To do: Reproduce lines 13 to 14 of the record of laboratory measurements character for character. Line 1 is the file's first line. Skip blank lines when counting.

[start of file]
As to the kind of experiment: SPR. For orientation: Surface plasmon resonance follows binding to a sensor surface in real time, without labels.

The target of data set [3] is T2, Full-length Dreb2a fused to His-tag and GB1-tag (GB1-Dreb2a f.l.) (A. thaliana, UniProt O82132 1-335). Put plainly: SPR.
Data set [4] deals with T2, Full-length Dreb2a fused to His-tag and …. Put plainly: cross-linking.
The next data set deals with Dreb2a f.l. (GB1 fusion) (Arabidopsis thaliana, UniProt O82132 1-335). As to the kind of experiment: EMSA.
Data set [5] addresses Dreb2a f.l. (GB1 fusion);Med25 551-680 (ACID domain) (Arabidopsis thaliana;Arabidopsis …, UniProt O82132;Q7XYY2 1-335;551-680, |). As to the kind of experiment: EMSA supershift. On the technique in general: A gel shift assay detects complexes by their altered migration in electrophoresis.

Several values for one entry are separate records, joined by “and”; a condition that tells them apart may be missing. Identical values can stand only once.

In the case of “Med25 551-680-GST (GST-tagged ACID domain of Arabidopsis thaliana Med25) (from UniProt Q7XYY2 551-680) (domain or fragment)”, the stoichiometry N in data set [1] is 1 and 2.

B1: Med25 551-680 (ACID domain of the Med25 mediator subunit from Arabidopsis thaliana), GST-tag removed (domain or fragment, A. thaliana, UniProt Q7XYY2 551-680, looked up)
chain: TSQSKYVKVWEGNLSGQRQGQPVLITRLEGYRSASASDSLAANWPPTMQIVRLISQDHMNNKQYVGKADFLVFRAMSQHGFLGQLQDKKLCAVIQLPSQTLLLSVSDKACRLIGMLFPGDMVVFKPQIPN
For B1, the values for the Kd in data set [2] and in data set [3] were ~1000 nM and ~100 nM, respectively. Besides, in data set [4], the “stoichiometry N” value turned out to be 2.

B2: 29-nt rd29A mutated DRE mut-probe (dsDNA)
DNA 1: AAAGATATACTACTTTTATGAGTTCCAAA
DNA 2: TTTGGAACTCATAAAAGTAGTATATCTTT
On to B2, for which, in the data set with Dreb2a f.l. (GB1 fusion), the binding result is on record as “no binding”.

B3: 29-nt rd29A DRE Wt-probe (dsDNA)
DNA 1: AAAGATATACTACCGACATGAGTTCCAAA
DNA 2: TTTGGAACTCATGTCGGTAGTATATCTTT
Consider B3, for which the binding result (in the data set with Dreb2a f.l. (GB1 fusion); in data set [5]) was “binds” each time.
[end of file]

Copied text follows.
DNA 2: TTTGGAACTCATAAAAGTAGTATATCTTT
On to B2, for which, in the data set with Dreb2a f.l. (GB1 fusion), the binding result is on record as “no binding”.